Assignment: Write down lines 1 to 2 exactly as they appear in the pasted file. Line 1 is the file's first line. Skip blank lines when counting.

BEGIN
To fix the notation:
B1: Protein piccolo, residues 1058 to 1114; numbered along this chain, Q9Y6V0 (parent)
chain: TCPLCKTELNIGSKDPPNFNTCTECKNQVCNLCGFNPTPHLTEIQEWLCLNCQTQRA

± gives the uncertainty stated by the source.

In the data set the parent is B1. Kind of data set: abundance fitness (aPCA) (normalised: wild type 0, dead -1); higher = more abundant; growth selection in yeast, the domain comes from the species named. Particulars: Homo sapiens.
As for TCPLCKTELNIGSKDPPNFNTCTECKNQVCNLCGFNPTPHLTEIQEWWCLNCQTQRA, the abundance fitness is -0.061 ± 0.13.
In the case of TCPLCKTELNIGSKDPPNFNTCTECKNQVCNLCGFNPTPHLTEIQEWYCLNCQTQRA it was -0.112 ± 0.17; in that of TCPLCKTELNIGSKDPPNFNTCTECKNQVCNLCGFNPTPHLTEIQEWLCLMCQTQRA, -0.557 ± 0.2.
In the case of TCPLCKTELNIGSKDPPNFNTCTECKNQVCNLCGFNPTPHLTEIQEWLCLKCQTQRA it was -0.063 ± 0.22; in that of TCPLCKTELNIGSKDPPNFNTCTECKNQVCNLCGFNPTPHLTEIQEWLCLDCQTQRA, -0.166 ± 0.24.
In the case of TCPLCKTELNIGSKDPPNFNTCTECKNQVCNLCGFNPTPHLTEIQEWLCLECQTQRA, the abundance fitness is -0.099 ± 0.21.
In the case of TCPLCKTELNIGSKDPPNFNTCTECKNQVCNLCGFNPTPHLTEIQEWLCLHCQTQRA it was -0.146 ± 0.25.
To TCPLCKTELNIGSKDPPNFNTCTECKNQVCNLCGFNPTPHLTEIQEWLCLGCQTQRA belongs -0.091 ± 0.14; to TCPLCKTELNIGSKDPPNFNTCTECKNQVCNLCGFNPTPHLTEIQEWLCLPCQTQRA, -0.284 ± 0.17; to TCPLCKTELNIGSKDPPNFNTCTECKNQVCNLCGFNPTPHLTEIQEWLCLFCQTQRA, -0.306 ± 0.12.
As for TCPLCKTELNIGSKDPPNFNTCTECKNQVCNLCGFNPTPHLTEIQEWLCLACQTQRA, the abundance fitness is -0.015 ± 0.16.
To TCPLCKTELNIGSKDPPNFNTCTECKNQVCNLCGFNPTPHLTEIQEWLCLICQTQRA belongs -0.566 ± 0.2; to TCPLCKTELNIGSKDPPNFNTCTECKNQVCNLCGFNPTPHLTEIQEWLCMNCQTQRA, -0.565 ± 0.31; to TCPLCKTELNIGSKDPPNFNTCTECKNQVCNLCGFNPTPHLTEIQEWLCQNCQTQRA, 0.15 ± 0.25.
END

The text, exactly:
To fix the notation:
B1: Protein piccolo, residues 1058 to 1114; numbered along this chain, Q9Y6V0 (parent)